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“A Vision for AfricaTown”
by: Addisalem Gebremedhin (of NewHolly Community) and Solomon Welderfael (of Yesler Community)
Photo Credit: Gari Watkins
Imagine a place where people of one community share resources. Imagine life without competition and instead replaced with collaboration. Imagine a collective society. Imagine our very own Central District possessing these qualities; building each other up instead of dragging one another down. Wouldn’t that be some place? Who wouldn’t yearn to live in that world?
…What if I told you that world was possible, even better what if I told you it was already in the works? Would you believe me? Or would you have to see? On Sunday,April 21st 2013 at around noon I stepped into this reality. The Umoja Peace Center (UPC) was holding their annual Africatown Spring Fest at the Horace Mann building on 24th& Cherry.
A lovely workshop titled “Meeting of the Minds” was being held in one of the classrooms. I found myself among 30-40 passionate African-descent people generating ideas for an “Africatown Center”. What a beautiful sight, our people coming together for the greater good. Now I may have stepped in here on accident but my involvement would most definitely have great purpose. As the saying goes, “everything happens for a reason”.
Furthermore, in this meeting we were all able to identify resources the community was lacking, resources the community possessed and resources the community could potentially do without. It was fascinating to learn about all the great things that people were already doing around the community –entrepreneurs galore, in their respective fields. With this knowledge we came to the conclusion that it would be best if all of these resources could be centralized, all working in one part of the community for all members of the community to access and contribute to. Much like a mall, but with important purpose. The resources within this building would both: generate revenue for the community, as well as provide services to the community members in many facets.
Following that meeting, on Sunday April 28th at 2pm we held a follow-up “Meeting of the Minds” at the UPC. This meeting continued the initial conversation which dove into what the operations of the “AfricaTown Center” could be.
The building is the property of the community by way of the Seattle School District, which for the past three years has leased the building to an organization, “Work It Out”. Also a Spanish immersion school has been renting a space from Work It Out for the last year.
Now, imagine if this building were able to be the home for many programs/services and businesses that directly impact the immediate community -and people of African decent in the greater Seattle area and northwest! At one point in time this was (one of) the most successful community of color in the northwest! Let’s take that back.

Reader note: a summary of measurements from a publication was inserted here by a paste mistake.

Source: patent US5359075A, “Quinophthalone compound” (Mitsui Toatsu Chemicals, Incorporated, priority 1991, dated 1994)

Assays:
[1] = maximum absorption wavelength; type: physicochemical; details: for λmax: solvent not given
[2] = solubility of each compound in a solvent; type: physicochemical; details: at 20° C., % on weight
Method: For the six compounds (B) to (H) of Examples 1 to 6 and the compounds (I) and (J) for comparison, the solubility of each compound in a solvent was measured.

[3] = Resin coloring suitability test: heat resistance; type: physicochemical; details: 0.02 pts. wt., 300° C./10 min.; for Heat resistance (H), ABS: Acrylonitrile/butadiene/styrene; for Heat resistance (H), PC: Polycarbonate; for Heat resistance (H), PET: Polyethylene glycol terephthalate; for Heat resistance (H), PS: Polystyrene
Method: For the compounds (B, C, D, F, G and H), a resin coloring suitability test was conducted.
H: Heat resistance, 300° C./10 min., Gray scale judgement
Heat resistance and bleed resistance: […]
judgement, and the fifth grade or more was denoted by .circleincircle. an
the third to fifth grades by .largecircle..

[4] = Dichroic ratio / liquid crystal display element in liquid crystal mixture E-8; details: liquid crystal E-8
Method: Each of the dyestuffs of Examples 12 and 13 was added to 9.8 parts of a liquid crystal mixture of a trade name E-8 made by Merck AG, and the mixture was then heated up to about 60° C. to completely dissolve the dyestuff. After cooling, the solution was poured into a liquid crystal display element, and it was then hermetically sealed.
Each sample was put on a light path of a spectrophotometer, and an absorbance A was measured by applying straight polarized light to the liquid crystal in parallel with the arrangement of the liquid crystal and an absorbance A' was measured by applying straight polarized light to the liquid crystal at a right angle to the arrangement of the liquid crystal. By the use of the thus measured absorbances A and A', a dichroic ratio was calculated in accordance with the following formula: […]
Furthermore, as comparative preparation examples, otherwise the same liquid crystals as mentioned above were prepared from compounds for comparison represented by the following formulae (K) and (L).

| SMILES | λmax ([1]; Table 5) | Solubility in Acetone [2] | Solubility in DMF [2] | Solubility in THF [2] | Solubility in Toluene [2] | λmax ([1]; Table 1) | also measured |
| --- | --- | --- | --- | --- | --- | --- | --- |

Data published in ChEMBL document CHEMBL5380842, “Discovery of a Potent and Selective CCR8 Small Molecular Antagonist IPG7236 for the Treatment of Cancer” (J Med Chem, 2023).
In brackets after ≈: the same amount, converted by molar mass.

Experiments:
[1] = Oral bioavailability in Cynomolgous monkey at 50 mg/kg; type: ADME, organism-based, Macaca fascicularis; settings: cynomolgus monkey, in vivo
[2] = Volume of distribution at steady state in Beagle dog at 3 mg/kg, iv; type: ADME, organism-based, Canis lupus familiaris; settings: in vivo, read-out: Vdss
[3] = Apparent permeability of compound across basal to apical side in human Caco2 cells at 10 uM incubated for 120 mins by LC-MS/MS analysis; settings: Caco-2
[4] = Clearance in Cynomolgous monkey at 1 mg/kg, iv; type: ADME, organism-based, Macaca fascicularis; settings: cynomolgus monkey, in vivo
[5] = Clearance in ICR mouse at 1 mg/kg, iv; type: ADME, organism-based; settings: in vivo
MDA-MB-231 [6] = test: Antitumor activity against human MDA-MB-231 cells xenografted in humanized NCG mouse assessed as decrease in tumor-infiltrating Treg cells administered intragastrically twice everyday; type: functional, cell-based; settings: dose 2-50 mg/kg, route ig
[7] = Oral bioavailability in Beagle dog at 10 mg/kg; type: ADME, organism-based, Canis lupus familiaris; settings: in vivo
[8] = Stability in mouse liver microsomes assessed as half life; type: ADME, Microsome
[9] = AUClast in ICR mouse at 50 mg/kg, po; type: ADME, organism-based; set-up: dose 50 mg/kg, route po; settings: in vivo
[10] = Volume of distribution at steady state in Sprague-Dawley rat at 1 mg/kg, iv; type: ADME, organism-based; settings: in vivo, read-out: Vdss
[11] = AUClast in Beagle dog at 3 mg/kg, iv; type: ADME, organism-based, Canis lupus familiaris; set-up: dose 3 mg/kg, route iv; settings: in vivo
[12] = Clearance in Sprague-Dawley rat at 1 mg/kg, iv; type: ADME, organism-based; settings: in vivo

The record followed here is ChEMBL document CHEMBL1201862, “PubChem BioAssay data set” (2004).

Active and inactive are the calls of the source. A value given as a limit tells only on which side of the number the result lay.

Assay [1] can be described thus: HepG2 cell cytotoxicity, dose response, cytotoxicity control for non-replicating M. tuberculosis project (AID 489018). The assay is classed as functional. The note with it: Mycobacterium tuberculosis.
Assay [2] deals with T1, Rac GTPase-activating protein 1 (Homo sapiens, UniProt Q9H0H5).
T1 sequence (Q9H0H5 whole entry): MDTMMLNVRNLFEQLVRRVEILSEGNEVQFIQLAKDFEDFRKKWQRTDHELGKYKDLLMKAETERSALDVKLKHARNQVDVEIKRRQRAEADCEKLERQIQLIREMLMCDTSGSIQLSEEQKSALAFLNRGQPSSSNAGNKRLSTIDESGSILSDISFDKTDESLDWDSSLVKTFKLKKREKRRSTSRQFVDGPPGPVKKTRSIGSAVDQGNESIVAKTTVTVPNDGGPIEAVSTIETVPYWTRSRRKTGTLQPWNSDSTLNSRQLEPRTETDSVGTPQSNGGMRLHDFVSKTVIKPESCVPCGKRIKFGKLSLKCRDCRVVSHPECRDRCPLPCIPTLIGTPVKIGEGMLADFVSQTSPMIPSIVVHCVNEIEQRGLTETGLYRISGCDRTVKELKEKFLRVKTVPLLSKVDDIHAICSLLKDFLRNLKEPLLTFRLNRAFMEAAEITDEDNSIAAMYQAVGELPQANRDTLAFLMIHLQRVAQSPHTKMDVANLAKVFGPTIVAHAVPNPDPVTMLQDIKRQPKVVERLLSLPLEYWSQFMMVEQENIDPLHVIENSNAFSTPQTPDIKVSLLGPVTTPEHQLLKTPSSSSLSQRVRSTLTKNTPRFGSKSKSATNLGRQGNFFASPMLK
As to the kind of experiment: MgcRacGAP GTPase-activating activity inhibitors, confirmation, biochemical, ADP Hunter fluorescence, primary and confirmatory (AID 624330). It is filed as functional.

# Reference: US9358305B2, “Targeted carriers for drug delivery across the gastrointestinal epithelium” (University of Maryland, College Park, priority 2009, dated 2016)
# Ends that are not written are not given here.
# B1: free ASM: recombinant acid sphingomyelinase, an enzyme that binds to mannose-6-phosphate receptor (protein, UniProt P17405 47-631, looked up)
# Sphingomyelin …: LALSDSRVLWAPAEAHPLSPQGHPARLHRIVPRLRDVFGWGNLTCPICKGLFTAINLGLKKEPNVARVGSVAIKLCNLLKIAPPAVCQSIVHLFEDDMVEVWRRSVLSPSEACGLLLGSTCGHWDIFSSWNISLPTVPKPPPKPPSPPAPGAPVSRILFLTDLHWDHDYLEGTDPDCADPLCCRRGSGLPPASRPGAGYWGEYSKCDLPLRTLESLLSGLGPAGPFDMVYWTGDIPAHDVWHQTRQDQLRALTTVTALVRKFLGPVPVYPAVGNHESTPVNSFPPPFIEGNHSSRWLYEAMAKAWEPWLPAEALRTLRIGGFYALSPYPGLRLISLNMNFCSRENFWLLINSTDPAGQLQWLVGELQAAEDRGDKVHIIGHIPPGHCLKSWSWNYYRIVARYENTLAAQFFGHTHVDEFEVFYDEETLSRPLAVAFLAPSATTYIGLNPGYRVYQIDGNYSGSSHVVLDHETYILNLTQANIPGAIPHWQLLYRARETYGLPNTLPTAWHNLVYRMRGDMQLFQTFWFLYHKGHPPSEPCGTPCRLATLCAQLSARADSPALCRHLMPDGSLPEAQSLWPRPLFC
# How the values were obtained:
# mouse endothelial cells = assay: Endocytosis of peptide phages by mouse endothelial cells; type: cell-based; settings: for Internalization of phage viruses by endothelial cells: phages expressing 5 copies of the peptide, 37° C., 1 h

This is a progressive movement for all of people to support. A movement that will ensure that the dollar spent outside of the community, which never makes it back, can be spent within the community creating a flourishing effect to uplift us as a single community, in harmony. The time for us as a people to join in a unified manner has come; to eradicate the negative image we have been branded with, and more importantly the negative image we have of each other. We can change our world for the better, as one family.
After all, what good is an idle space? If not idle, what good is a space that does not aim to benefit the members of the community around it? Is it not the community that knows what’s best for them? Should it not be the decision of the community that matters? Far too long communities – especially those of color – have been dictated to. We’ve been told what we should have with no opportunity for input. We’ve been told what we should eat, wear, play, watch and how we should live. I say our time to have an input is well overdue.
Let’s take back power of what’s rightfully ours – our lives! But not only our personal lives, but the lives of our kids, our grandparents, our relatives, and the lives of our generations to come. We must not take the backseat in our lives. We must not stay silent and act as bystanders. We must be proactive, we must be fully engaged and involved in all things that effect our well being.
We must be aware of the food that we consume, the way we dress, the homes we live in, the streets we walk on , the overall lifestyles we lead. No one owes us anything but ourselves. We owe it to ourselves to lead healthy, positive lives. We can’t expect anyone but ourselves to make this true. That being said, we’ve got to make sure we do all that we can to build this hub in our community. This hub of resources will change our lives for the better, this hub will be the revolution we so desperately need.
Interested in joining this “AfricaTown Center” Movement?
Attend upcoming workshops at:
Malcolm X Day
Sunday, May 19th Noon – 6pm
or Contact the Umoja PEACE Center
located at: 1107 24th Avenue
Seattle, WA 98122
This seems like a great way to embrace the positive side of segregation and perpetuate it harmoniously. I always like it when we can take the things that are dumped on us and claim them as our own. No matter how bad things get, we can always just say it is what we always wanted and go on to be happy.